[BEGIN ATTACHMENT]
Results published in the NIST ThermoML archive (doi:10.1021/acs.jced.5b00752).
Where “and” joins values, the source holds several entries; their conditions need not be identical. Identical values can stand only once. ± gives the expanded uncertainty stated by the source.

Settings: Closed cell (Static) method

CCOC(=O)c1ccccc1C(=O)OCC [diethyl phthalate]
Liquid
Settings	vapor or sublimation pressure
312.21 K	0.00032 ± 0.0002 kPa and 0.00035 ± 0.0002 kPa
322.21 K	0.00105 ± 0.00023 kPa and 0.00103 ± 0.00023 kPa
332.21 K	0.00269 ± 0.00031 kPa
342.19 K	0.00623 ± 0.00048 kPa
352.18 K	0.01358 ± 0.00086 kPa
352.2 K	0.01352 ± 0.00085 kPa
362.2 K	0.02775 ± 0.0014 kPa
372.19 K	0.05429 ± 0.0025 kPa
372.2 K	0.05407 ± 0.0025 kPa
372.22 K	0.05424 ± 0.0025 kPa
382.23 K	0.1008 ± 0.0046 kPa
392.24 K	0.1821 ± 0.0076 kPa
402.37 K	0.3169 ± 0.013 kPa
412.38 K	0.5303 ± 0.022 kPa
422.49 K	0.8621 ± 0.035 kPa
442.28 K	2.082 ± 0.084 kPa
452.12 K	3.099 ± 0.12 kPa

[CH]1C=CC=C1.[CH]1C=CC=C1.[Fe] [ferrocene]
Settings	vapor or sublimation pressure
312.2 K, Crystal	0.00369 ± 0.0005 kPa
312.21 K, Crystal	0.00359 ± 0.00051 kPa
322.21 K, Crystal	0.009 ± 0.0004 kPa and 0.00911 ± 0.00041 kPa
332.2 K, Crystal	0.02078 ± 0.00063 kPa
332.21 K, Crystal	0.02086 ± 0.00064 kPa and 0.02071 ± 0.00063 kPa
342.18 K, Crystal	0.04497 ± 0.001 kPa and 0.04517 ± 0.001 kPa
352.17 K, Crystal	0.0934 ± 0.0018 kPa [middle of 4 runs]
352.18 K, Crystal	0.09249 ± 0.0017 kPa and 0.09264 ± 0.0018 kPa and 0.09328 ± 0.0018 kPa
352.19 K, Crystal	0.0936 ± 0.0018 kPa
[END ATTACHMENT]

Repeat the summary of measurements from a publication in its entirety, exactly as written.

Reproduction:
Results published in the NIST ThermoML archive (doi:10.1021/acs.jced.5b00752).
Where “and” joins values, the source holds several entries; their conditions need not be identical. Identical values can stand only once. ± gives the expanded uncertainty stated by the source.

Settings: Closed cell (Static) method

CCOC(=O)c1ccccc1C(=O)OCC [diethyl phthalate]
Liquid
Settings	vapor or sublimation pressure
312.21 K	0.00032 ± 0.0002 kPa and 0.00035 ± 0.0002 kPa
322.21 K	0.00105 ± 0.00023 kPa and 0.00103 ± 0.00023 kPa
332.21 K	0.00269 ± 0.00031 kPa
342.19 K	0.00623 ± 0.00048 kPa
352.18 K	0.01358 ± 0.00086 kPa
352.2 K	0.01352 ± 0.00085 kPa
362.2 K	0.02775 ± 0.0014 kPa
372.19 K	0.05429 ± 0.0025 kPa
372.2 K	0.05407 ± 0.0025 kPa
372.22 K	0.05424 ± 0.0025 kPa
382.23 K	0.1008 ± 0.0046 kPa
392.24 K	0.1821 ± 0.0076 kPa
402.37 K	0.3169 ± 0.013 kPa
412.38 K	0.5303 ± 0.022 kPa
422.49 K	0.8621 ± 0.035 kPa
442.28 K	2.082 ± 0.084 kPa
452.12 K	3.099 ± 0.12 kPa

[CH]1C=CC=C1.[CH]1C=CC=C1.[Fe] [ferrocene]
Settings	vapor or sublimation pressure
312.2 K, Crystal	0.00369 ± 0.0005 kPa
312.21 K, Crystal	0.00359 ± 0.00051 kPa
322.21 K, Crystal	0.009 ± 0.0004 kPa and 0.00911 ± 0.00041 kPa
332.2 K, Crystal	0.02078 ± 0.00063 kPa
332.21 K, Crystal	0.02086 ± 0.00064 kPa and 0.02071 ± 0.00063 kPa
342.18 K, Crystal	0.04497 ± 0.001 kPa and 0.04517 ± 0.001 kPa
352.17 K, Crystal	0.0934 ± 0.0018 kPa [middle of 4 runs]
352.18 K, Crystal	0.09249 ± 0.0017 kPa and 0.09264 ± 0.0018 kPa and 0.09328 ± 0.0018 kPa
352.19 K, Crystal	0.0936 ± 0.0018 kPa